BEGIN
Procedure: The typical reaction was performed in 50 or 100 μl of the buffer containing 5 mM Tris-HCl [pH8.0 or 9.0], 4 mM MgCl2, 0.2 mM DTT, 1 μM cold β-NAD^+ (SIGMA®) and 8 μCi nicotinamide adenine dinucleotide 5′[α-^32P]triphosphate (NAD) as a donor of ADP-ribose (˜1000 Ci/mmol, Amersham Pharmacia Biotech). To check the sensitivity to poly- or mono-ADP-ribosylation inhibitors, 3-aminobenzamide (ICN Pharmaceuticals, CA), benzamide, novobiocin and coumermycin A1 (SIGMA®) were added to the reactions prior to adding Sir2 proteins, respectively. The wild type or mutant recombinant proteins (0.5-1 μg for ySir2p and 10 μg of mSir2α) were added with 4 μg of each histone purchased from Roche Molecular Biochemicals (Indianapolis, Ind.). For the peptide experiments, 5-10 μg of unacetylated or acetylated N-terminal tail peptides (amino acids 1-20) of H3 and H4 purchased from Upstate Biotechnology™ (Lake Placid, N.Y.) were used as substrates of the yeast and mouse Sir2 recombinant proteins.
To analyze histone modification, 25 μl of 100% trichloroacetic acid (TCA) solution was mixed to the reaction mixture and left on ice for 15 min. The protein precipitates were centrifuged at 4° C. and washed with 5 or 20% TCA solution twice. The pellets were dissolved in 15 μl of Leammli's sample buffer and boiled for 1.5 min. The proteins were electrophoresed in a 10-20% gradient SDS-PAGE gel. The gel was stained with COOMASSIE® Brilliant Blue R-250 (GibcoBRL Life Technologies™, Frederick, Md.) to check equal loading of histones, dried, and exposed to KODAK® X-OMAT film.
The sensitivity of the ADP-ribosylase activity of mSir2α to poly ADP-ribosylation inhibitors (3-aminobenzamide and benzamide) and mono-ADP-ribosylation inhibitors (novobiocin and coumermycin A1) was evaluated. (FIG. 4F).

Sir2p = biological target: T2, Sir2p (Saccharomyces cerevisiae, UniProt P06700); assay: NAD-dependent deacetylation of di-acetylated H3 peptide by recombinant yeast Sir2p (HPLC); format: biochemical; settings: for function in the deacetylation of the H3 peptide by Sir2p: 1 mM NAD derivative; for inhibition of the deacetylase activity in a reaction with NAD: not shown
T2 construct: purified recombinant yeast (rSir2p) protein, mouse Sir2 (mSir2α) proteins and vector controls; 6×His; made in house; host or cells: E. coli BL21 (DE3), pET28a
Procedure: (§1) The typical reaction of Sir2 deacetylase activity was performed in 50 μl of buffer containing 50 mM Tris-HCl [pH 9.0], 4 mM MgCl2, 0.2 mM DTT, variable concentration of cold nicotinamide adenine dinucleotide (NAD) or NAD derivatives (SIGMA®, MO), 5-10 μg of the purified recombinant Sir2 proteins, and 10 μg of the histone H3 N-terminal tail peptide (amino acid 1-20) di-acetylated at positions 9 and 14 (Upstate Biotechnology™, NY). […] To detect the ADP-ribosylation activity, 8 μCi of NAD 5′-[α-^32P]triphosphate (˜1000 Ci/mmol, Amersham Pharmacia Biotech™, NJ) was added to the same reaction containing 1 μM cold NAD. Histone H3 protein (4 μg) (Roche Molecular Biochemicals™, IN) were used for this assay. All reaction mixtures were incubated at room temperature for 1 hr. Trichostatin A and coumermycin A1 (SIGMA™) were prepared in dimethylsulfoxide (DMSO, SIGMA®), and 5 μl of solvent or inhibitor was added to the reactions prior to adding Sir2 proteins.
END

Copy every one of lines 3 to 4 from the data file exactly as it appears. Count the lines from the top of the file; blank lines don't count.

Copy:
The sensitivity of the ADP-ribosylase activity of mSir2α to poly ADP-ribosylation inhibitors (3-aminobenzamide and benzamide) and mono-ADP-ribosylation inhibitors (novobiocin and coumermycin A1) was evaluated. (FIG. 4F).

Sir2p = biological target: T2, Sir2p (Saccharomyces cerevisiae, UniProt P06700); assay: NAD-dependent deacetylation of di-acetylated H3 peptide by recombinant yeast Sir2p (HPLC); format: biochemical; settings: for function in the deacetylation of the H3 peptide by Sir2p: 1 mM NAD derivative; for inhibition of the deacetylase activity in a reaction with NAD: not shown